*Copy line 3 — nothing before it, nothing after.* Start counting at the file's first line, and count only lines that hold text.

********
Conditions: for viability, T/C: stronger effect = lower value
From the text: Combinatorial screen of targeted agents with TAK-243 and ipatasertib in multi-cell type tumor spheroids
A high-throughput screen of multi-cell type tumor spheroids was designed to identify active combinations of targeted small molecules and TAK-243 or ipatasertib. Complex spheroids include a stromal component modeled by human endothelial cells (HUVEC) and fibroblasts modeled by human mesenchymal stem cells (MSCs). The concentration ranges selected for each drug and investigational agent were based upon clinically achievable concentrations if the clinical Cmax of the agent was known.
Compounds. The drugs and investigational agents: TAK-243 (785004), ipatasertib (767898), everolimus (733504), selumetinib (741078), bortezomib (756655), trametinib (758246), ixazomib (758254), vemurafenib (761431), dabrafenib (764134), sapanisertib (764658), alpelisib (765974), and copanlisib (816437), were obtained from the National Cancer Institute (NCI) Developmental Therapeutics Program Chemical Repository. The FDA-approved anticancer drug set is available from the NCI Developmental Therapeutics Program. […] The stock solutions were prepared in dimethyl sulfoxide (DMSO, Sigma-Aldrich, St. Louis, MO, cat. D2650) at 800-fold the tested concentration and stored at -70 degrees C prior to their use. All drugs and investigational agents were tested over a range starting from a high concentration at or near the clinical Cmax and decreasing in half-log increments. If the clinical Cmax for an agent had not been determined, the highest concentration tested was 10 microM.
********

A high-throughput screen of multi-cell type tumor spheroids was designed to identify active combinations of targeted small molecules and TAK-243 or ipatasertib. Complex spheroids include a stromal component modeled by human endothelial cells (HUVEC) and fibroblasts modeled by human mesenchymal stem cells (MSCs). The concentration ranges selected for each drug and investigational agent were based upon clinically achievable concentrations if the clinical Cmax of the agent was known.